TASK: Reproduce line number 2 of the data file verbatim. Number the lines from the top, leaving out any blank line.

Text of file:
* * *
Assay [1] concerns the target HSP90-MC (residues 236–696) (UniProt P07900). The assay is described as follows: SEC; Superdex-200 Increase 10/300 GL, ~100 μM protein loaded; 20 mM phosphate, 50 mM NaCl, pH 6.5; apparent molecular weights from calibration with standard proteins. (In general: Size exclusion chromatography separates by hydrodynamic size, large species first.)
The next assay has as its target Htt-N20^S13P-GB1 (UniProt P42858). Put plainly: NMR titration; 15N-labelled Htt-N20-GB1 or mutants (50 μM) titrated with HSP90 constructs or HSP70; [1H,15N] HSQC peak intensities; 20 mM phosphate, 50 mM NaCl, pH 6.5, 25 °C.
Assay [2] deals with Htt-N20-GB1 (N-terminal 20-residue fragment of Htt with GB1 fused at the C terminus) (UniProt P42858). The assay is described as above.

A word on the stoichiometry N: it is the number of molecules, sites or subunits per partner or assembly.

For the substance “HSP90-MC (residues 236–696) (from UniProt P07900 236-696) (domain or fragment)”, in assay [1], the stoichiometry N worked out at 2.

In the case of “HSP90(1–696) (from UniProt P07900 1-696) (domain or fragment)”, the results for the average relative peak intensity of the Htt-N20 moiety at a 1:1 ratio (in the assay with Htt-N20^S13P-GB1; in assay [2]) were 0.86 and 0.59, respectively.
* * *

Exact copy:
The next assay has as its target Htt-N20^S13P-GB1 (UniProt P42858). Put plainly: NMR titration; 15N-labelled Htt-N20-GB1 or mutants (50 μM) titrated with HSP90 constructs or HSP70; [1H,15N] HSQC peak intensities; 20 mM phosphate, 50 mM NaCl, pH 6.5, 25 °C.